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2002 Progress Report: Diminishing Materials Use and Air Pollutants in Foundries via an Integrated Advanced Oxidation Process: Characterization of Materials and Pollutants at the Nano-ScaleEPA Grant Number: R829581
Title: Diminishing Materials Use and Air Pollutants in Foundries via an Integrated Advanced Oxidation Process: Characterization of Materials and Pollutants at the Nano-Scale
Investigators: Cannon, Fred S. , Komarneni, Sridhar , Voigt, Robert C.
Current Investigators: Cannon, Fred S. , Bhide, Harsh , Clobes, Jason , Firebaugh, Joel , Furness-Newburge, Jim , Goudzwaard, Jeff , Komarneni, Sridhar , Land, Josh , Milan-Segovia, Nohemi , Voigt, Robert C. , Wang, Yujue
Institution: Pennsylvania State University - Main Campus
EPA Project Officer: Richards, April
Project Period: January 1, 2002 through December 31, 2004
Project Period Covered by this Report: January 1, 2002 through December 31, 2003
Project Amount: $325,000
RFA: Technology for a Sustainable Environment (2001) RFA Text | Recipients Lists
Research Category: Sustainability , Pollution Prevention/Sustainable Development
The objectives of this research project are to: (1) use advanced oxidation (AO) to diminish emissions and materials use in foundries that use green sand; (2) employ a consortium of protocols to characterize and better understand the nano-scale effects that this AO process has on green sand materials and air emissions; (3) experimentally identify and model AO effects as a function of distance from the molten metal interface; (4) apply these nano-scale data to further enhance the extent to which the AO process effectively preserves and activates the coal within the green sand, so that it further adsorbs and/or retains volatile organic compounds (VOCs) and thus prevents pollution before it happens; (5) apply these nano-scale data to enhance the extent to which the AO process preserves and activates clay that appears to be "dead" (i.e., unusable) in a manner that further diminishes the wasting of spent clay; and (6) interface on the validation of these improvements at full-scale foundries, via onsite trials that are informally coordinated by The Pennsylvania State University (Penn State) team in collaboration with ongoing foundry operations.Progress Summary:
Throughout the research period, tests have been conducted to characterize the effects of an AO system on emissions reduction and sand property improvements in green sand foundries. Emission testings were performed in both pilot-scale and full-scale iron casting foundries. In preproduction trials conducted at a pilot foundry, AO processing reduced VOC emissions by 40-60 percent and 15-40 percent for noncored and cored castings, respectively; while during production trials at pilot foundry and at full-scale foundries, AO processing reduced VOC emissions by 40-65 percent and 30-45 percent for noncored and cored castings, respectively. Benzene emissions diminished by 40-50 percent for noncored castings; and by 0-30 percent for cored castings. A portion of the reduced emissions have occurred because the AO process allows a foundry to employ less clay (measured as methylene blue clay) and coal (measured via Loss on Ignition).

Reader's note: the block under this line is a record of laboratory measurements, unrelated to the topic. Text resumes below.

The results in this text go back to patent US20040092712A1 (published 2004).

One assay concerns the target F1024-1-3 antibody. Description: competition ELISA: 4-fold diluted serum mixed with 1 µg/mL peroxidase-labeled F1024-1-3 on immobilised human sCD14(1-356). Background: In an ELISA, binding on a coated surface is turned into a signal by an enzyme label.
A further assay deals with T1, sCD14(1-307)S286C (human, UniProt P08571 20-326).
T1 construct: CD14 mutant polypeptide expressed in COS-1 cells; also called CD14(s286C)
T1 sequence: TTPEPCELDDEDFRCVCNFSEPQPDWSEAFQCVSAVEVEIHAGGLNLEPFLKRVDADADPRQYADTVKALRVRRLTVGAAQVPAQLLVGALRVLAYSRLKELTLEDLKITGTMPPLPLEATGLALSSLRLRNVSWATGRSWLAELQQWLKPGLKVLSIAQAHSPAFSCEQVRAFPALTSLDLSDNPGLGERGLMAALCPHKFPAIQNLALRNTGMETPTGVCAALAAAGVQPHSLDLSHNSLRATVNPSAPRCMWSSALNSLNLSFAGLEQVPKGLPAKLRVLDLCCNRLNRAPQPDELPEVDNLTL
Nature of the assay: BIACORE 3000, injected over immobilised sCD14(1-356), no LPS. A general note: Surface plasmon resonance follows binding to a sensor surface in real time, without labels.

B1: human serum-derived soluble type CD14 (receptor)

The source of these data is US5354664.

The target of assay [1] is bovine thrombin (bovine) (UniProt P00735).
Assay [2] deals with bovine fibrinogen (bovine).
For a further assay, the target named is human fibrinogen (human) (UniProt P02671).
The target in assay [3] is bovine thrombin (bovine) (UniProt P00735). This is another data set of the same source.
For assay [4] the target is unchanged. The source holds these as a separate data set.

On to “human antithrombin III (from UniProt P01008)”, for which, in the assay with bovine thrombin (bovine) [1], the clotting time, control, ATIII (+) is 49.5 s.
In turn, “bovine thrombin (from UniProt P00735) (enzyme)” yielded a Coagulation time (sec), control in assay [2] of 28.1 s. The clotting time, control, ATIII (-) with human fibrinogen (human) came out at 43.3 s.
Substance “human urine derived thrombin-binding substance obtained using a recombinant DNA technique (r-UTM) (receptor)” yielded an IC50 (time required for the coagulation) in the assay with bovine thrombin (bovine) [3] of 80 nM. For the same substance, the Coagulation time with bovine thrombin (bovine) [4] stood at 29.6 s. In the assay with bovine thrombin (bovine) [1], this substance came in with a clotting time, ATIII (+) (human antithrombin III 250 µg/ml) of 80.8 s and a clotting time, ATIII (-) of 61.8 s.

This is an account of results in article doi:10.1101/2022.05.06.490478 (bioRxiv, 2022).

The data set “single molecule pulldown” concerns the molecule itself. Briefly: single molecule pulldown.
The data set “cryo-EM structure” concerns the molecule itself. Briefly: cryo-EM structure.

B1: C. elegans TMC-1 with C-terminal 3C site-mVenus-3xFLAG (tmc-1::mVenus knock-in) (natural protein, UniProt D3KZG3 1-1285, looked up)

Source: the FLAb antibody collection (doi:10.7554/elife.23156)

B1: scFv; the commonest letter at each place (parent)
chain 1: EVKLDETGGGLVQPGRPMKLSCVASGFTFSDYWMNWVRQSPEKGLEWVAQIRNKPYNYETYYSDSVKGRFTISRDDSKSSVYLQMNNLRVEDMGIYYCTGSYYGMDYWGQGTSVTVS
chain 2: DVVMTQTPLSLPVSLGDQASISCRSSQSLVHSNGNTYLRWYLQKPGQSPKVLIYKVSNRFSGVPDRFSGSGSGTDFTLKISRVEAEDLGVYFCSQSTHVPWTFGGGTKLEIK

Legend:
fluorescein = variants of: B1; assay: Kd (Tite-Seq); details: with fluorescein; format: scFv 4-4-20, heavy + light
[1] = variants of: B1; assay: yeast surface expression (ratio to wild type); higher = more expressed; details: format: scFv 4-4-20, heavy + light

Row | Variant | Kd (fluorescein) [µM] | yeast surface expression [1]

Sand system perfomance and control of the green sand system during the installation and operation of an AO system in a full-scale green sand foundry also were investigated. Significant AO process events and the corresponding sand system control actions and responses during the 2-year history of AO system startup and operation were recorded. Improvements in sand system performance and reductions of bonding material consumption (by 20-30 percent) because of AO-driven sand system optimization were observed.
Experiments conducted at Penn State examined the effects of AO processing on green sand physicochemical properties. Surface charge and pore volume distribution of AO or non-AO treated green sand were compared. Generally, AO treated green sand provided greater surface charge distribution and had more pore volume in both the microporous and mesoporous range. The authors hypothesize that this contributes to the improved performance of sand system in full-scale foundries. Different combinations of pilot-scale AO processes were tested, and measurements of various advanced oxidants in the AO aqueous solution were performed to better understand AO chemisty and AO kinetics.Future Activities:
In the next year, we will continue characterizing the physical-chemical nature of the green sand treated with AO, and continue to characterize the AO species generated by this process. Specifically, for an array of AO doses, we will continue to monitor pore volume distribution, x-ray diffraction, surface charge, green compressive strength, and emissions released upon rapid heating. We also plan to explore means of improving performance.
Journal Articles on this Report : 3 Displayed | Download in RIS Format
|Other project views:||All 10 publications||10 publications in selected types||All 8 journal articles|
||Glowacki CR, Crandell GR, Cannon FS, Clobes JK, Voigt RC, Furness JC, McComb BA, Knight SM. Emissions studies at a test foundry using an advanced oxidation-clear water system. Transactions of the American Foundry Society 2003;111:579-598.||
||Goudzwaard JE, Kurtti CM, Andrews JH, Cannon FS, Voigt RC, Firebaugh JE, Furness JC, Sipple DL. Foundry emissions effects with an advanced oxidation blackwater system. Transactions of the American Foundry Society 2003;111:1191-1211.||
||Land JD, Voigt RC, Cannon FS, Furness JC, Goudzwaard J, Luebben H. Performance and control of a green sand system during the installation and operation of an advanced oxidation system. American Foundry Society Transactions 2002;110:705-715.||
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